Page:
I don’t think this is possible using PostgreSQL alone in the most general case. When you install PostgreSQL, you pick a time zone. I’m pretty sure the default is to use the operating system’s timezone. That will usually be reflected in postgresql.conf as the value of the parameter “timezone”. But the value ends up as “localtime”. You can see this setting with the SQL statement.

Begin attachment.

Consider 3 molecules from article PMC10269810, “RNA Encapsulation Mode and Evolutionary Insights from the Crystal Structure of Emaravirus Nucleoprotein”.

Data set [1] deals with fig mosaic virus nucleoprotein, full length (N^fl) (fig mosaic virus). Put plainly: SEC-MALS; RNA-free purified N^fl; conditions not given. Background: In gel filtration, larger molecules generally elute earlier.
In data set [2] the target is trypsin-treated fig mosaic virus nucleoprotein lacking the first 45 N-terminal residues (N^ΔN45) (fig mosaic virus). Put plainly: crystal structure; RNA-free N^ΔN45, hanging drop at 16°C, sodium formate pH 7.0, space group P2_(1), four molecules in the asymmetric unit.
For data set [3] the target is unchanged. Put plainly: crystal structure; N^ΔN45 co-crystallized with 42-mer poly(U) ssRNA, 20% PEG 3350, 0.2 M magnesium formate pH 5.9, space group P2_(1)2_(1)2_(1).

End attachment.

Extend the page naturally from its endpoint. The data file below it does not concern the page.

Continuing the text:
But if you change the timezone in postgresql.conf to something like “Europe/Berlin”, then
show timezone; will return that value instead of “localtime”.
So I think your solution will involve setting “timezone” in postgresql.conf to an explicit value rather than the default “localtime”.